Let's talk about Familial Mediterranean Fever
What is familial Mediterranean fever (FMF)?
Familial Mediterranean fever, or FMF, is a genetic disorder characterized by recurring short episodes of fever, as well as inflammation in the abdomen, chest, and joints. In most cases, a person must have two variants in the MEFV gene, or two copies of a variant, in order to have this condition. People with just one variant in the MEFV gene are called carriers. Most carriers do not have FMF themselves, but they could pass their variant on to their future children.
Is FMF genetic?
Yes, FMF is a genetic condition. FMF is caused by variants (differences) in the MEFV gene.The MEFV gene contains instructions for making a protein called pyrin. Though pyrin’s function isn’t completely understood, it may play a role in the body’s immune response. Certain variants in the MEFV gene prevent pyrin from working properly, which can trigger an inappropriate immune response and lead to symptoms like fever or inflammation.
What are the symptoms of FMF?
Symptoms of FMF include periodic episodes of fever; inflammation in the abdomen, chest, and joints; skin rash; and abnormal protein buildup in the kidneys. Symptoms of FMF can develop anytime from early childhood to adulthood, but most people with the condition experience their first episode before the age of 20.
Did you know?
FMF is most common in people of Arab, Armenian, Sephardic Jewish, and Turkish descent.
The 23andMe Familial Mediterranean Fever Carrier Status report* can tell you whether you may be a carrier for FMF. Being a carrier means you have a genetic variant that you could pass down to your future children. 23andMe tests for seven variants in the MEFV gene linked to FMF, and the report is most relevant for people of Arab, Armenian, Sephardic Jewish, and Turkish descent. 23andMe does not test for all possible genetic variants linked to FMF, and individuals who have zero variants detected still have a chance of being a carrier for FMF.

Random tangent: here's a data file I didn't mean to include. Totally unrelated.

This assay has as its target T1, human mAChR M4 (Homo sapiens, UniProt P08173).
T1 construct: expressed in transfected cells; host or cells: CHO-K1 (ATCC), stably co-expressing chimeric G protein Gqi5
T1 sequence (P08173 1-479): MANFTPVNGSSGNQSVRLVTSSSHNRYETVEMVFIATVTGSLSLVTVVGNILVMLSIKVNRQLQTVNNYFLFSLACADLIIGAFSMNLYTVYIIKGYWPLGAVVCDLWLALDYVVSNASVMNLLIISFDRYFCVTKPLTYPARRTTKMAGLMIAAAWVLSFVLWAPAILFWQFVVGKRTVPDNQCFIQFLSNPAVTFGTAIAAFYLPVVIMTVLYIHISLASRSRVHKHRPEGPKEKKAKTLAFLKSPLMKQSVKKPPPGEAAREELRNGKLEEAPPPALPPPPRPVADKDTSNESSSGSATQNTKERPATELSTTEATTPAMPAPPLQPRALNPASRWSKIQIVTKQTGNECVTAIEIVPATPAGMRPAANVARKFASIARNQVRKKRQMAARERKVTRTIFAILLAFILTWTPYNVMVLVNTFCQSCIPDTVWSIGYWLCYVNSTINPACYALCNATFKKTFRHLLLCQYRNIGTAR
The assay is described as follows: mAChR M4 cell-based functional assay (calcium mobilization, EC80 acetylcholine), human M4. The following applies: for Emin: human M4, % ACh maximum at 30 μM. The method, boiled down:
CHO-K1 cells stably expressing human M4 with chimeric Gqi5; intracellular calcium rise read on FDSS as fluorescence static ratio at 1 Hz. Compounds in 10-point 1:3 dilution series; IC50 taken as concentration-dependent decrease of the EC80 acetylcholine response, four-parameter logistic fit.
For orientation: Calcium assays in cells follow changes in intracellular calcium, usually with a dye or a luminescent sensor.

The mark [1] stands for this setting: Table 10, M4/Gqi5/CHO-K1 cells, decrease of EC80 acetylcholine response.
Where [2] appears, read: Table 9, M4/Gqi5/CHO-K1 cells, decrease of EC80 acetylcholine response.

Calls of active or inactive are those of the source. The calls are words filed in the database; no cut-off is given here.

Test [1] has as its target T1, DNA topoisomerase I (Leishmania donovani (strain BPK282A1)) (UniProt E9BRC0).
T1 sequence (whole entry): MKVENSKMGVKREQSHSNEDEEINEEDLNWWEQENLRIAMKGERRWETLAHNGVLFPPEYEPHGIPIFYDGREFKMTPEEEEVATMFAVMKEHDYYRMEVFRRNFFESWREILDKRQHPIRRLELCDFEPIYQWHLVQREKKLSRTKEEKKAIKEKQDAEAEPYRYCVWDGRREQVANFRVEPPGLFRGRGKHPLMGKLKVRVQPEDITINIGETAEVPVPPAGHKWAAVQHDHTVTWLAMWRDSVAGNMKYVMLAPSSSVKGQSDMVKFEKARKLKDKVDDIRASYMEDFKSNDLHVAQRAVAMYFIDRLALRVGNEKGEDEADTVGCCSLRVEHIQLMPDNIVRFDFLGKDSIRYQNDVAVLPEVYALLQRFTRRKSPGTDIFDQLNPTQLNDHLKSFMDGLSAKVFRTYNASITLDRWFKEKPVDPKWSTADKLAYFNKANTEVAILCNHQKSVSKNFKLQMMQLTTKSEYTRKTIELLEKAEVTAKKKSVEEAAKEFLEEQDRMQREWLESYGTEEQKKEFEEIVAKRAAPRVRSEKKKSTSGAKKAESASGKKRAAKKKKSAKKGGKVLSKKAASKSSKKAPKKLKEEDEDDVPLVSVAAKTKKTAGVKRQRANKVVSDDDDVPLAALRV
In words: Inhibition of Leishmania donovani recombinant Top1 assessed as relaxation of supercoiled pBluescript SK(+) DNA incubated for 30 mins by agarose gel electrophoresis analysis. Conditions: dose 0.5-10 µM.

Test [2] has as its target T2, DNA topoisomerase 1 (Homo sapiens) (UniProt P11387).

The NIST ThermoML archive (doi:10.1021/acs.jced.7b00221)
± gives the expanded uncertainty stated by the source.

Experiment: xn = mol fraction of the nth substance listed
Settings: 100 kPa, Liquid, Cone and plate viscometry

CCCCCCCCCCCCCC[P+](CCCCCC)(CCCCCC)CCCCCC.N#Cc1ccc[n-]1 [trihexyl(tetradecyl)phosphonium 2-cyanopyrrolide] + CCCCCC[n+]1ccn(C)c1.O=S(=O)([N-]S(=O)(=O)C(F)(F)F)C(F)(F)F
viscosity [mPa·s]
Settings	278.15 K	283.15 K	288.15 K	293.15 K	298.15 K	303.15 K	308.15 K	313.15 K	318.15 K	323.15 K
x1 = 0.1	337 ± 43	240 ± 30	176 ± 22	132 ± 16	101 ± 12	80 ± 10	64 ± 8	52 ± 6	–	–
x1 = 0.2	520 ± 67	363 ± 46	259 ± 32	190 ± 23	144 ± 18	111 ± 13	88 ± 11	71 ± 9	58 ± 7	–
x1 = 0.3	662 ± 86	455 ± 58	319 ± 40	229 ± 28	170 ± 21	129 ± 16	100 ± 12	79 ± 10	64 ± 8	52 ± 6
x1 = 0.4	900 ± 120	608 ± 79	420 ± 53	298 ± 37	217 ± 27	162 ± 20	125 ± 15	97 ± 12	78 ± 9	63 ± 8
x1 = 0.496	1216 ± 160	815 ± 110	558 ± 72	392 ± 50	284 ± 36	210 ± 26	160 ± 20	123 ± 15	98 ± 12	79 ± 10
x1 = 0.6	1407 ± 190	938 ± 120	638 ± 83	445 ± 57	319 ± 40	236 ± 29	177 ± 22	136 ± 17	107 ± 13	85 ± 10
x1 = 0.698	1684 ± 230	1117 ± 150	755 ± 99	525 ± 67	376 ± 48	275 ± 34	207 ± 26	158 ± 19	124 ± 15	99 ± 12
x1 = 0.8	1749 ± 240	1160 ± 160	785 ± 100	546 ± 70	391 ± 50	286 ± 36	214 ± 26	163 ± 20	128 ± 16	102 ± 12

The Familial Mediterranean Fever Carrier Status report is included in the 23andMe Health + Ancestry Service.
*The 23andMe PGS test uses qualitative genotyping to detect select clinically relevant variants in the genomic DNA of adults for the purpose of reporting carrier status and reporting and interpreting genetic health risks. The relevance of each report may vary based on ethnicity. Our carrier status reports can be used to determine carrier status, but cannot determine if you have two copies of any genetic variant. These carrier reports are not intended to tell you anything about your risk for developing a disease in the future or anything about the health of your fetus, or your newborn child’s risk of developing a particular disease later in life. For certain conditions, we provide a single report that includes information on both carrier status and genetic health risk. The Familial Mediterranean Fever Carrier Status report is indicated for the detection of 7 variants in the MEFV gene and is most relevant for people of Arab, Armenian, Sephardic Jewish, and Turkish descent. For important information and limitations regarding each carrier status report, visit https://www.23andme.com/test-info.
Mayo Clinic. “Familial Mediterranean fever.” Retrieved May 10, 2021, from https://www.mayoclinic.org/diseases-conditions/familial-mediterranean-fever/symptoms-causes/syc-20372470.
MedlinePlus. “Familial Mediterranean fever” Retrieved May 10, 2021, from https://medlineplus.gov/genetics/condition/familial-mediterranean-fever/.
National Organization for Rare Disorders. “Familial Mediterranean Fever.” Retrieved May 10, 2021, from https://rarediseases.org/rare-diseases/familial-mediterranean-fever/.
Shohat M et al. (2000). “Familial Mediterranean Fever.” [Updated 2016 Dec 15].